The only way that crowds will build at the Aviva Stadium again for Republic of Ireland home matches is if results and performances start to improve.

That’s according to expert analysts Liam Brady and Damien Duff, who were speaking on an exclusive RTÉ Soccer Social on Facebook live.

Attendances at Ireland home games have plummeted in recent seasons as the style of play under recently–sacked manager Martin O’Neill failed to excite fans.

Worse again, results were poor and the goals weren’t exactly flowing so simply changing the manager isn’t going to lead to an instant improvement in attendances.

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New boss Mick McCarthy along with assistant Robbie Keane will take charge of Ireland in 2019 and through to the end of Euro 2020, should they get that far, to be replaced by Stephen Kenny.

But Duff and Brady warn that it will take more than a change of management to get the fans buying tickets again.

"I went to the Denmark game, brought my son hoping that he’d fall in love with football, but you could feel the flatness around the ground," said Duff.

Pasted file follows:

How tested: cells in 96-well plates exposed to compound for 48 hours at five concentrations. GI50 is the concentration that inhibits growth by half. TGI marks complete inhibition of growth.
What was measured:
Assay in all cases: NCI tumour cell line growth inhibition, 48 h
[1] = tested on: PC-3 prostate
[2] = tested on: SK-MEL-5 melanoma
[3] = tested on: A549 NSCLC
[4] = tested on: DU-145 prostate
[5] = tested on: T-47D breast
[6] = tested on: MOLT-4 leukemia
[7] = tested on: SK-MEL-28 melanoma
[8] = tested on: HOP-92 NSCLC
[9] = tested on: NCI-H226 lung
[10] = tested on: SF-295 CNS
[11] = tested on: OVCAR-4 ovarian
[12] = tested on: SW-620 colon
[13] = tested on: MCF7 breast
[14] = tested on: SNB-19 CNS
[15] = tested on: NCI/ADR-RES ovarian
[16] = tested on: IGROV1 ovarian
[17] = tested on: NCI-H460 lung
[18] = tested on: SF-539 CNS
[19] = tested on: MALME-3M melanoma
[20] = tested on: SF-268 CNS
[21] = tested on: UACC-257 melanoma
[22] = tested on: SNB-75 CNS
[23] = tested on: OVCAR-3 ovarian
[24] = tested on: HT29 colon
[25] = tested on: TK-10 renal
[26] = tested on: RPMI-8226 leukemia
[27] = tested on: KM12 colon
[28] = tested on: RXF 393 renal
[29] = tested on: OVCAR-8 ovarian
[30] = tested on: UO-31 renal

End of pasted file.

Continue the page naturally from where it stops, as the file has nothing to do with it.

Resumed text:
"It was an effort getting there for fans whereas I remember Lansdowne Road, the Aviva Stadium, there were special times and special nights there. There has been a massive disconnect and the only way you can reconnect is with results.

"It’s great bringing in Mick and Robbie, great spark, but it’s on the pitch now. There has been a lot of talk about Mick and Roy, but a lot of responsibility falls on the players because they’ve disappointed as well.

Brady added: "There’s been a big disconnect between the Irish team, the FAI and the fans and we’ve seen that in attendances.

"John Delaney, in one of the reasons he gave why Martin O’Neill and his team lost their jobs, was the fact that attendances were poor. I’m not too sure the regime is going to get the attendances that will fill the Aviva straight away.

"It’s about results and performances. Remember when Jack Charlton took over the team from Eoin Hand, there was a disconnect and Jack had to work almost two years before he filled Lansdowne Road.

"It didn’t just happen – they had to build it with results and performances. "